“I’ve lived on this side of town since I first stepped foot in Jakarta,” she said. “I don’t think I want to start over somewhere else.”
The situation is even more dire for Tika, whose husband is unemployed, and whose parents live with them.

“My husband doesn’t work so this kiosk is our only way to earn money,” she said. “Otherwise, how could I put my children through school?”

Originally from Semarang, Central Java, Tika believes her future still lies in Jakarta, despite the frequent inundation by seawater. Almost without thinking, she said, she packs up all her wares from the kiosk when the tides come in and puts them in a safe, dry place inside her house. “It’s something we just have to deal with,” she said.

Unfortunately, her endless patience and stoicism won’t be enough to stop the tides from swamping North Jakarta. Brinkman said the central and city governments have developed a strategic plan that could be used to defend the city from the sea.

“One of the ideas is to create a small reservoir in the Jakarta Bay and build an off-shore dike,” he said.

He said the reservoir would be used to store water to prevent it from flooding the city. The water in the reservoir, he said, would then be pumped back into the sea using pumps erected on the dike.

The Public Works Ministry, the Jakarta administration and the National Development Planning Agency are assessing the plan, and Brinkman said they will meet in September to discuss how to make it happen.

Others, however, have a different perspective on the potential tidal calamity threatening the city. Andojo Wurjanto, a lecturer at Bandung Institute of Technology’s Ocean Engineering Department, notes that Jakarta has always had tides, even before it had people.

“Why are they flooding Jakarta now? That’s the question,” he said.

Andojo claims the answer is that rising sea levels caused by global warming are partially to blame for the tidal floods. “Add to that the descending ground levels, and water could easily inundate the city,” he said.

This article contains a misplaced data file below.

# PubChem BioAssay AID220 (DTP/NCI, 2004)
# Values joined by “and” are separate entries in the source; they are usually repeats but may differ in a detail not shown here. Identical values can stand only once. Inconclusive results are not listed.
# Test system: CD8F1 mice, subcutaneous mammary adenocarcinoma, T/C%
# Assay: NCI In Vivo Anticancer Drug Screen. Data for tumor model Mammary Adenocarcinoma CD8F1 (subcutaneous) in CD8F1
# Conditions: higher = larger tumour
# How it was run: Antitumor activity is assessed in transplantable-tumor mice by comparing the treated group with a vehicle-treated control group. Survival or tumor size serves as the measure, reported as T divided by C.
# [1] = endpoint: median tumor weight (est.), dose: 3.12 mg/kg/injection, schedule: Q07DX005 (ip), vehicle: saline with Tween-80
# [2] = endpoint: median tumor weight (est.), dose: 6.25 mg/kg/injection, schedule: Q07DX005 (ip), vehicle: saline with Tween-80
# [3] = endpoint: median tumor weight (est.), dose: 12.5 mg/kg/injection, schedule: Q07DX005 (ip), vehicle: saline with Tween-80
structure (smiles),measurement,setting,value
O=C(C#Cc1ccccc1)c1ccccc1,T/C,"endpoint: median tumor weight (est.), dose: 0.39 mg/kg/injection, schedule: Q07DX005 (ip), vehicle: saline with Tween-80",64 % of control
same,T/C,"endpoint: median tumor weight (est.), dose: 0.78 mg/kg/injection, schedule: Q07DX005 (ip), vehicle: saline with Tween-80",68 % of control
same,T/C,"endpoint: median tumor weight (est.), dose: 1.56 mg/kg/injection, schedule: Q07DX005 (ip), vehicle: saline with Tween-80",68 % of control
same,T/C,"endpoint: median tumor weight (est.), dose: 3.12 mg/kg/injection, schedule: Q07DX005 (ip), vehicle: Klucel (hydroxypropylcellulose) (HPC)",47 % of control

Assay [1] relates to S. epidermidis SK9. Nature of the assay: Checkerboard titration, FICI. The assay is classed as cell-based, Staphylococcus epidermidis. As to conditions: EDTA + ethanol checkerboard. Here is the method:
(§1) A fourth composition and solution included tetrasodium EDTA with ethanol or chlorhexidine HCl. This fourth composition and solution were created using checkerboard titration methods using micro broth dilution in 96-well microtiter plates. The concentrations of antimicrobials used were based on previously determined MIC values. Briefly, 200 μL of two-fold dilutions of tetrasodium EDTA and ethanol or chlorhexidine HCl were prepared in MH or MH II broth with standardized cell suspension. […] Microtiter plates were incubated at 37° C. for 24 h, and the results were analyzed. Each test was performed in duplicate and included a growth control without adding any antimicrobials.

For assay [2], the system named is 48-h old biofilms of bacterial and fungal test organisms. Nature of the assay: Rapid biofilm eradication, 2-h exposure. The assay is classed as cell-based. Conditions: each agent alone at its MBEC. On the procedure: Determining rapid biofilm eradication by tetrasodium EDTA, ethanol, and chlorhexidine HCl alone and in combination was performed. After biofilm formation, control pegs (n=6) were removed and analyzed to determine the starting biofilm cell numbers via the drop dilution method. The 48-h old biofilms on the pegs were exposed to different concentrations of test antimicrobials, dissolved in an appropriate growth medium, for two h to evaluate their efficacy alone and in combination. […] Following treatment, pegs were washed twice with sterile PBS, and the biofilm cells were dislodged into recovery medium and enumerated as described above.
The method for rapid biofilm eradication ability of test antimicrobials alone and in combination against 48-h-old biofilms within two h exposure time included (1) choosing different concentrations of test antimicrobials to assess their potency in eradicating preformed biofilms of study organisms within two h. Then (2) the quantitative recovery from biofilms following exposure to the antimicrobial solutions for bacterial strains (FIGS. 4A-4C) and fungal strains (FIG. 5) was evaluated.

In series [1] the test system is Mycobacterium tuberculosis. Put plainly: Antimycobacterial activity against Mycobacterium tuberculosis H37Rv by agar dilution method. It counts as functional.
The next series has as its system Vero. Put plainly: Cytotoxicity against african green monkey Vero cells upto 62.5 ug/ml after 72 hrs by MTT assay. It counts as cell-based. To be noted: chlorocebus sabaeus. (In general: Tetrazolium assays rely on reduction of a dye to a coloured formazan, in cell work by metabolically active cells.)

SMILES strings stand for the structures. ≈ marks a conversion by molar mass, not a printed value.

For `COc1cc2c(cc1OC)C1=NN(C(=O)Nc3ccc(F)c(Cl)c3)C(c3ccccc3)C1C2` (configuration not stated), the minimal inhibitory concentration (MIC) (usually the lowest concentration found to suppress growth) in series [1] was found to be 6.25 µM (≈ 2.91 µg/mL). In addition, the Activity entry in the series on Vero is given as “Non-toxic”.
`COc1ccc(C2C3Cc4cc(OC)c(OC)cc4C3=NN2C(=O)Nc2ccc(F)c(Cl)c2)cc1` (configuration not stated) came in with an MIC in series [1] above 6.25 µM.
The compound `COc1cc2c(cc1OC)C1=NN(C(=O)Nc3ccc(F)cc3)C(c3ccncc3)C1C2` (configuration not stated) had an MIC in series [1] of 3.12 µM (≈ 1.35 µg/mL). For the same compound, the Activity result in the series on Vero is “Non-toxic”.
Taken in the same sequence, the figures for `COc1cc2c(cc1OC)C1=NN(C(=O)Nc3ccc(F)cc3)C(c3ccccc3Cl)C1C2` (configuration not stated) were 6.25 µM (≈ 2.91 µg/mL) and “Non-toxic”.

The World Bank’s Hahm emphatically refuses this suggestion. “It’s absolutely and categorically false,” he said. “Global warming has not even made sea levels increase anywhere in the world yet, so how can it have some localized effect? If that were the case, Singapore and Batam would be under water by now.”

For their part, the people of Muara Baru couldn’t care less about the scientific explanations of the tidal floods. Edi Junaedi, who is in his 40s, sells meatball soup from a cart in the neighborhood. His biggest fear is losing his car to floodwaters, as he did in 2007. “It was the worst one to ever come,” Edi said, standing behind his cart in front of a kiosk.

Edi’s wife and daughter live in East Java, but he said he chose to stay in Muara Baru because his friends did, too. After nine years in the city, Edi said he still has a hard time pushing his cart through the flooded streets.

Andojo said it would be impossible to relocate people living in Muara Baru, so the government must maintain dozens of special pumps across North Jakarta to keep even more water from flooding the streets. “People in Muara Baru are very dependent on the government because they cannot afford to pay for maintenance [of the pumps],” he said.

Andojo said the city has an obligation to make data on tidal flooding available to residents. However, Edi, Tika, and Maesaroh have never used a computer and are incapable of looking up tide forecasts on the Internet. “All we do is just look to the sea,” Tika said, pointing to the water visible from her house. “When the water level is high and the wind is strong, we have to start preparing for the worst.”

Fakhrurozi said a dam or sea wall must be constructed along the coast of North Jakarta to prevent the sea from inundating the city. “The problem is, we don’t have pumps installed in every river,” he said.

Fakhrurozi said the Jakarta administration allocates Rp 15 billion ($1.5 million) a year from the provincial budget to maintain pumps and floodgates across the city. “We manage the funds for 316 pumps and 34 floodgates,” he said, adding there is also an emergency fund of Rp 3 billion to repair broken equipment.

Fakhrurozi said the government built one sea wall along Jakarta’s northern coastline, and that it was made taller in 2007. But even that didn’t work. “In 1998, we expanded the sea wall by one meter but due to the sinking ground, the sea level reached 1.2 meters in 2007,” he explained. “It’s like we are playing catch-up with nature.”

Fakhrurozi said the seawall is now three meters high. According to Jakarta’s Public Works Department, the sea level off Jakarta Bay rose by four centimeters from 1998 to 2007.

Andojo said that aside from maintaining pumps and floodgates, the government must also think about alternative solutions to the flooding, such as dredging riverbeds across Jakarta. “There needs to be an integrated solution to the city’s flooding problem,” he said.

The flooding in Muara Baru worsens during the rainy season, when water can reach up to more than one meter.

Maesaroh said she can only hope that the government will repair and maintain the pumps. “Maybe they should try living here for a few days during the floods,” she said. “Then they will finally care about us.”